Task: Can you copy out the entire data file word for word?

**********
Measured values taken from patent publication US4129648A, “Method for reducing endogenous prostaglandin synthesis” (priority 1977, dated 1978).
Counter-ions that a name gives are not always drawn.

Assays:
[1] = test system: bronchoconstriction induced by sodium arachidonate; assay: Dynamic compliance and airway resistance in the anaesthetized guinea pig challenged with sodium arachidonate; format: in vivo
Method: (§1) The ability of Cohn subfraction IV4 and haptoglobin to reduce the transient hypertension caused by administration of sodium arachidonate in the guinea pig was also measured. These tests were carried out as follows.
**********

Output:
Measured values taken from patent publication US4129648A, “Method for reducing endogenous prostaglandin synthesis” (priority 1977, dated 1978).
Counter-ions that a name gives are not always drawn.

Assays:
[1] = test system: bronchoconstriction induced by sodium arachidonate; assay: Dynamic compliance and airway resistance in the anaesthetized guinea pig challenged with sodium arachidonate; format: in vivo
Method: (§1) The ability of Cohn subfraction IV4 and haptoglobin to reduce the transient hypertension caused by administration of sodium arachidonate in the guinea pig was also measured. These tests were carried out as follows.